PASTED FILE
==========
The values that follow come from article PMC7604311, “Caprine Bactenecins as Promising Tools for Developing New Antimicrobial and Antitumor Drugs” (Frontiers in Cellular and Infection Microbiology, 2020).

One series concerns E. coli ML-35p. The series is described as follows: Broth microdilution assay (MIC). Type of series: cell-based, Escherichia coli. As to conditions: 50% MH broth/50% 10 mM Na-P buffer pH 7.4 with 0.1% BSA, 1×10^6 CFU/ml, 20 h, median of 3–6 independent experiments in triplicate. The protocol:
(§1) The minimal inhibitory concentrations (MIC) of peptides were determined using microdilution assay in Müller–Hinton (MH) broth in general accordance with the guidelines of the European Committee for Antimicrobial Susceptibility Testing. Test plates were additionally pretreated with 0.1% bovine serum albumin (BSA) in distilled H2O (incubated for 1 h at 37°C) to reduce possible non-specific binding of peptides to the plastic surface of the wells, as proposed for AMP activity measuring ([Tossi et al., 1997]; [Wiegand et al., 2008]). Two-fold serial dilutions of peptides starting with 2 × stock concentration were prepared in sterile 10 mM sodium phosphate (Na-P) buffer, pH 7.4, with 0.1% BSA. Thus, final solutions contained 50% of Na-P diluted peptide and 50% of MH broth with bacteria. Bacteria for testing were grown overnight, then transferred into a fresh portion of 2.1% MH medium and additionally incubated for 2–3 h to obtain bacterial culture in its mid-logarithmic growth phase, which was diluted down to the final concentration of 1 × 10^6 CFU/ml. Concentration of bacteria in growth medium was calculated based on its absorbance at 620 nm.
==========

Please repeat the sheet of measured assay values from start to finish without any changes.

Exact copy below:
The values that follow come from article PMC7604311, “Caprine Bactenecins as Promising Tools for Developing New Antimicrobial and Antitumor Drugs” (Frontiers in Cellular and Infection Microbiology, 2020).

One series concerns E. coli ML-35p. The series is described as follows: Broth microdilution assay (MIC). Type of series: cell-based, Escherichia coli. As to conditions: 50% MH broth/50% 10 mM Na-P buffer pH 7.4 with 0.1% BSA, 1×10^6 CFU/ml, 20 h, median of 3–6 independent experiments in triplicate. The protocol:
(§1) The minimal inhibitory concentrations (MIC) of peptides were determined using microdilution assay in Müller–Hinton (MH) broth in general accordance with the guidelines of the European Committee for Antimicrobial Susceptibility Testing. Test plates were additionally pretreated with 0.1% bovine serum albumin (BSA) in distilled H2O (incubated for 1 h at 37°C) to reduce possible non-specific binding of peptides to the plastic surface of the wells, as proposed for AMP activity measuring ([Tossi et al., 1997]; [Wiegand et al., 2008]). Two-fold serial dilutions of peptides starting with 2 × stock concentration were prepared in sterile 10 mM sodium phosphate (Na-P) buffer, pH 7.4, with 0.1% BSA. Thus, final solutions contained 50% of Na-P diluted peptide and 50% of MH broth with bacteria. Bacteria for testing were grown overnight, then transferred into a fresh portion of 2.1% MH medium and additionally incubated for 2–3 h to obtain bacterial culture in its mid-logarithmic growth phase, which was diluted down to the final concentration of 1 × 10^6 CFU/ml. Concentration of bacteria in growth medium was calculated based on its absorbance at 620 nm.